Species names:

Gray squirrel, Sciurus carolinensis
Red squirrel, Tamiasciurus hudsonicus
Fox squirrel, Sciurus niger
Northern flying squirrel, Glaucomys sabrinus
Southern flying squirrel, Glaucomys volans

18–20″ long
Tail half that length
1–1 1/2pounds.
12″ long
12” tail
About 5 1/2ounces
Fox squirrel:
21″ long, includes 9 1/2″ tail
Nearly 2 pounds.
Northern flying:
10–11″ includes 4 1/2″ tail
3–4 ounces.
Southern flying:
9–10″ includes 3 1/2″ tail
1 1/2–2 1/2 ounces.

Signs of their presence:

The animals themselves.

Sounds: Red squirrels are loudest, with their sometimes birdlike, sometimes scolding, but seemingly endless chatter. Gray and fox squirrels also chatter, and during the mating season, they’ll make a chucking bark as they chase each other. May hear chewing, pattering, scampering, scratching sounds in attic, eaves, and walls from early morning throughout the day—except for flying squirrels, which are nocturnal.

Scat: Oval, smooth, roughly 1/4″ long. The scat of flying squirrels is often found in distinctive piles.

Nests: Gray, fox, and flying squirrels make leaf nests, usually placed in a tree crotch, that are used summer and fall. The flying squirrel’s nest is about 8″ in diameter; those of the gray and fox squirrel are larger.

Evidence of their feeding: Nipped twigs of spruce, hemlock, and pine trees; piles of gnawed hickory nuts and walnuts, or strips of acorn shell, between attic joists or in wall cavities (gray, fox, red, or flying); piles of pine cones, acorns, hickory nuts (red).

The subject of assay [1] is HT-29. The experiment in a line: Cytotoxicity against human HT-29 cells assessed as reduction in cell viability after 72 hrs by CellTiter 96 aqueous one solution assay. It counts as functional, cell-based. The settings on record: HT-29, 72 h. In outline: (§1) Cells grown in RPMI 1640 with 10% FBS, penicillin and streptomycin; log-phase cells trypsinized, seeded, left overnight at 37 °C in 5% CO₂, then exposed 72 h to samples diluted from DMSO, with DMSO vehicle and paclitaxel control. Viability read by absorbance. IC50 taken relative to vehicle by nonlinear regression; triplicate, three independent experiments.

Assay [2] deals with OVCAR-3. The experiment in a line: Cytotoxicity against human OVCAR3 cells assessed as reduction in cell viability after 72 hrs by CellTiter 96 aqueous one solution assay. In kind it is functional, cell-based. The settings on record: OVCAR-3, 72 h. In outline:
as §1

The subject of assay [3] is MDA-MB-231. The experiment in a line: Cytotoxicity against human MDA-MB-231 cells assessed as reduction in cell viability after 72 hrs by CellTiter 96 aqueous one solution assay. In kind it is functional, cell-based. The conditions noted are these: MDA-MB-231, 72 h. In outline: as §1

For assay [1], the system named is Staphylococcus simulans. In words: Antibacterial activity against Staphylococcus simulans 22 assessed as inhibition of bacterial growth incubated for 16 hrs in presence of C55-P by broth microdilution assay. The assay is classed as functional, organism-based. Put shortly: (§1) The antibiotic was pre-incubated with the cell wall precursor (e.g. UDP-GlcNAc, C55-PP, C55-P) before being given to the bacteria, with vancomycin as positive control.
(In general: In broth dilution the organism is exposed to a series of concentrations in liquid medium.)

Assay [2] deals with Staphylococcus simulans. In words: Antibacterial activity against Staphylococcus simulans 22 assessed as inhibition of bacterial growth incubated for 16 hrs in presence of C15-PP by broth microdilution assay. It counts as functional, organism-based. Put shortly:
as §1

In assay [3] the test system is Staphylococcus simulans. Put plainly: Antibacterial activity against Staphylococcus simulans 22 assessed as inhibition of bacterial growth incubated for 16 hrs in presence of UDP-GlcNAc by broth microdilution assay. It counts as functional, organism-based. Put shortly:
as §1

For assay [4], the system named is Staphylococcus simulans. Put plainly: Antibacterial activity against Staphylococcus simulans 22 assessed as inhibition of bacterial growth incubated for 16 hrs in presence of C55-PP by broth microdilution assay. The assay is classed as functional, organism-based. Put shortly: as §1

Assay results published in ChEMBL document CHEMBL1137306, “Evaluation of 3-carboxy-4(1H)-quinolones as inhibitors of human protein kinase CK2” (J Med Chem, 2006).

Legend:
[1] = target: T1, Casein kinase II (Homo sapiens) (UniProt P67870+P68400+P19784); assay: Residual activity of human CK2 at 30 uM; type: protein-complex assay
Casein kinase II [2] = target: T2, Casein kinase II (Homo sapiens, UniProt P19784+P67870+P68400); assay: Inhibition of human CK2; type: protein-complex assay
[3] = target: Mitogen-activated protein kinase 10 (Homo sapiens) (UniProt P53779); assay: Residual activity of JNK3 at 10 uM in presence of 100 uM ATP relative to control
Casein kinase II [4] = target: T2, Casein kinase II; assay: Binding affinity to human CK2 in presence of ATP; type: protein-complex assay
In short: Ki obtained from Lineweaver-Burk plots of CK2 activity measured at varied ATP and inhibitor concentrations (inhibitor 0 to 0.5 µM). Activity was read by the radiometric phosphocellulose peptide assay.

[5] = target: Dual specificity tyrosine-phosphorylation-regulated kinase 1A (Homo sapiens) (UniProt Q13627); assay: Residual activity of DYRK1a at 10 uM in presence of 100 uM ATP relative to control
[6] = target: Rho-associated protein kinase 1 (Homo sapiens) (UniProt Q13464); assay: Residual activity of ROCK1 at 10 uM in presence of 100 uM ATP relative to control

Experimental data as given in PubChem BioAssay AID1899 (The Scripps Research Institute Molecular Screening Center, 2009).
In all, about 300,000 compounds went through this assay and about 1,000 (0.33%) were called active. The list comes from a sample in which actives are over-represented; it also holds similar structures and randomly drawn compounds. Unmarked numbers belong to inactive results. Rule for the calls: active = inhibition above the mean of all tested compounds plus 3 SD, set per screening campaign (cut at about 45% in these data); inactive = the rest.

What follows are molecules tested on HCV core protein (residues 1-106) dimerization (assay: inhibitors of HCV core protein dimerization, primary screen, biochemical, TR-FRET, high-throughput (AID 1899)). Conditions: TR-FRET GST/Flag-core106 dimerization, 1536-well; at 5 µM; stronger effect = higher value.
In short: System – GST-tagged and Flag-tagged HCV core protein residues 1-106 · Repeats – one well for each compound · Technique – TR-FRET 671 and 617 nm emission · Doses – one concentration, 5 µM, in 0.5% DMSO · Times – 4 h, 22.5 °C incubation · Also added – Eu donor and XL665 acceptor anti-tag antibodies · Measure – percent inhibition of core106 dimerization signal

Garden and crop damage: They eat flower bulbs and seeds, raid birdfeeders, damage the equipment used for maple syrup collection, eat cherry blossoms and ripe pears, and chew on the bark of fruit trees. They may also strip bark, which they use in their nests.

Building damage: Holes in vents, eaves, soffits, and fascia. Claw marks on siding. Tunnels in insulation. Chewed wires. Damage to stored household goods, either from their chewing, urine, or feces.

Common nuisance situations:

Time of year: Any time of year.

September through February, denning activity. Typically, an attic den could be home to 8–10 squirrels (red or gray squirrels) or dozens of flying squirrels (perhaps up to 50).
From March through May, breeding, as females seek places to raise their young. That’s when you typically find one female and her young in the attic or wall.
They den in attics, walls, sheds, barns, and chimneys, annoying people with their noise and odors. Squirrels usually gain access via overhanging branches, power lines, or by climbing up the siding. They may fall into chimney and furnace flues, thus gaining entrance to the basement or interior of the house.

Their nest materials might block a vent, causing a fire hazard.

They chew and scratch wires (another fire hazard) and also damage attic vents, eaves, screens, bird feeders, siding, insulation, household goods, and the tubing used for maple syrup production.

They run along power lines and sometimes short out transformers.

Squirrels also eat garden, field, and orchard crops; bird seed; and newly planted vegetable seeds.

They’ll strip the bark from trees, especially fruit trees and cedar.

Disease risks: mange, cat scratch disease, typhus, rabies (rarely).
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